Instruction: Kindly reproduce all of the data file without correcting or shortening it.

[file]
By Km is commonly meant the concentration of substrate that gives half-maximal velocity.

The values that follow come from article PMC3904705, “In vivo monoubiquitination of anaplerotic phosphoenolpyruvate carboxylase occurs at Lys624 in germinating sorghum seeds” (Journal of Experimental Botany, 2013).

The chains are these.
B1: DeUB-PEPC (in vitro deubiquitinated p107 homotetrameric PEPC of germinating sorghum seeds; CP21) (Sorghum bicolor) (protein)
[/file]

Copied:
By Km is commonly meant the concentration of substrate that gives half-maximal velocity.

The values that follow come from article PMC3904705, “In vivo monoubiquitination of anaplerotic phosphoenolpyruvate carboxylase occurs at Lys624 in germinating sorghum seeds” (Journal of Experimental Botany, 2013).

The chains are these.
B1: DeUB-PEPC (in vitro deubiquitinated p107 homotetrameric PEPC of germinating sorghum seeds; CP21) (Sorghum bicolor) (protein)